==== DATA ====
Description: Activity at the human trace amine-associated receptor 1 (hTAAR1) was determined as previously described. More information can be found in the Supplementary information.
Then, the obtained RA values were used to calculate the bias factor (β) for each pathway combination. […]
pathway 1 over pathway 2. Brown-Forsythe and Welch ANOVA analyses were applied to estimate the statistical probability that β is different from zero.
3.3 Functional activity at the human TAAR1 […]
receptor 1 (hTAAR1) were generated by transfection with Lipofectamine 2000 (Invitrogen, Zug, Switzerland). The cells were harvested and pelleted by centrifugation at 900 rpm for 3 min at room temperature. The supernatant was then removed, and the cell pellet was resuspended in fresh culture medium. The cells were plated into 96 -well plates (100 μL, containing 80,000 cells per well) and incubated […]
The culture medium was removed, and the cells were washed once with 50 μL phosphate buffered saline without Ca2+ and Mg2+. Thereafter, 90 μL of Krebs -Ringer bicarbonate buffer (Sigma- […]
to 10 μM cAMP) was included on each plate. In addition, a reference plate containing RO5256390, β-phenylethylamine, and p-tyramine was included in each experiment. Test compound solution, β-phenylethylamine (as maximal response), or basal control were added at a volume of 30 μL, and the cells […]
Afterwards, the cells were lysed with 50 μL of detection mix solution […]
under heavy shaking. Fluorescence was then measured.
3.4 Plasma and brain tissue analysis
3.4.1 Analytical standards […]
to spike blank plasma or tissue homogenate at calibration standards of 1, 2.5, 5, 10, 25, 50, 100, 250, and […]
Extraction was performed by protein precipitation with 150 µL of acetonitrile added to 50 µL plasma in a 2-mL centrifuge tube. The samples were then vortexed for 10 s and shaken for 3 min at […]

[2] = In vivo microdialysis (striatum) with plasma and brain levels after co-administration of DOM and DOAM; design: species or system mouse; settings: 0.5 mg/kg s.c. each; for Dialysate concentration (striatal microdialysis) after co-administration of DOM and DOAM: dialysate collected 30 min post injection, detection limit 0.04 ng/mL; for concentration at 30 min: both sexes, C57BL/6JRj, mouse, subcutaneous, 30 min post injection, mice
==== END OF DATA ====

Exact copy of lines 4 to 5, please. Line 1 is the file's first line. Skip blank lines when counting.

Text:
3.3 Functional activity at the human TAAR1 […]
receptor 1 (hTAAR1) were generated by transfection with Lipofectamine 2000 (Invitrogen, Zug, Switzerland). The cells were harvested and pelleted by centrifugation at 900 rpm for 3 min at room temperature. The supernatant was then removed, and the cell pellet was resuspended in fresh culture medium. The cells were plated into 96 -well plates (100 μL, containing 80,000 cells per well) and incubated […]